The league was proving to be the easiest ride with a 17-game unbeaten run stretching from September all the way through to February. The streak was cut short by a surprising 1-0 defeat to Valenciennes, who we had beaten at home just two weeks before. This was followed by another 1-0 defeat at the hands of Bastia and I hoped this wasn’t the start of a Keegan-esque demise. Before this minor blip, we started the second group phase of the Champions League with a home game against Olympiacos. We came from 2-0 down to take a point thanks to goals from Glombard and Wimmer and this was followed by an epic 3-3 draw with Barcelona. Reminders of Manchester United’s glorious draw at El Camp Nou back in 1998 flashed before me and the match had plenty of drama. After just four minutes, Ivan Rakitic drove a solid shot home after a fumble from Kévin Azoulay but parity was restored when Gerjohn Kyei connected with a Chacon free kick outside the area. Messi continued to cause havoc throughout the match and in the 16th minute, the Argentinian latched onto a ball from Alcántara, nutmegged Rodriguez and smashed high and hard towards goal. 2-1 to the Blaugrana. We couldn’t seem to get a ball in edgeways as Barça retained possession. In the 26th minute, Kyei made a reckless tackle on Iniesta, assuming he no longer needed legs for the rest of his career and gave away a penalty. Up stepped Messi to add a second to his tally but Azoulay was there to make the save. Suddenly, the play shifted into our control and in the 31st minute, Rodriguez laid off a ball for Joachim to smash the ball into the net to equalise for Reims. 2-2! Barcelona sustained the pressure and a minute later, Alcántara clattered the post with a free kick but it was our guys with the best chance to take the lead just before half time. A low drive from Albaek was cruelly ruled out for offside and the Dane made no bnoes about expressing his anger at the referee. Unfortunately, his protests were too overzealous for Leslie Irvine and he brandished the red card, bringing us to 10 men with 45 minutes to go.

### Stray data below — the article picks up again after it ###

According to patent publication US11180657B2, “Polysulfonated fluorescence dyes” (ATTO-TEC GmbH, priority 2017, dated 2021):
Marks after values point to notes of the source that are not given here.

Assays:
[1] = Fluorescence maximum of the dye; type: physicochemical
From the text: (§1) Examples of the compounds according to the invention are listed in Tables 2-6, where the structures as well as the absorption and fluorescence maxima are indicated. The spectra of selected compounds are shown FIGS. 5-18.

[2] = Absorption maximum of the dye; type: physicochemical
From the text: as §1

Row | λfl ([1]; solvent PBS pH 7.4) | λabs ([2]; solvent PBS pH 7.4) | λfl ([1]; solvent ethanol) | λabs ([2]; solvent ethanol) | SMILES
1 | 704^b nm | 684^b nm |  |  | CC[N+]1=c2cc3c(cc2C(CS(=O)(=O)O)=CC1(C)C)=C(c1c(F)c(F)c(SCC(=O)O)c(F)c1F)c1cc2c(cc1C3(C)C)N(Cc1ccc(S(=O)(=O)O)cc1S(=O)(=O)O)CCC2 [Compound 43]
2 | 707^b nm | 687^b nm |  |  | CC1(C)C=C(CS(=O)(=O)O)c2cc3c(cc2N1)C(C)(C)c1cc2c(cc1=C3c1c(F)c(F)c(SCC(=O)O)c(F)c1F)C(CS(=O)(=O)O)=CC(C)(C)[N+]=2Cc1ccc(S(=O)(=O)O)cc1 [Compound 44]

The second half was much quieter, with nothing of note for the first 15 minutes or so. Deulofeu forced a brilliant save out of Azoulay after 58 minutes. Three minutes later, a rarely misplaced pass from Busquets fed into Peuget who provided Rodriguez with the ammunition he needed and the lead and it stayed like that right until the end, because we just weren’t destined to beat Barcelona in their Catalonian cauldron of fire, were we? The final equaliser came from Alcántara after he was left unmarked to steal a point and devastate the Reims fans who made their way to Barcelona.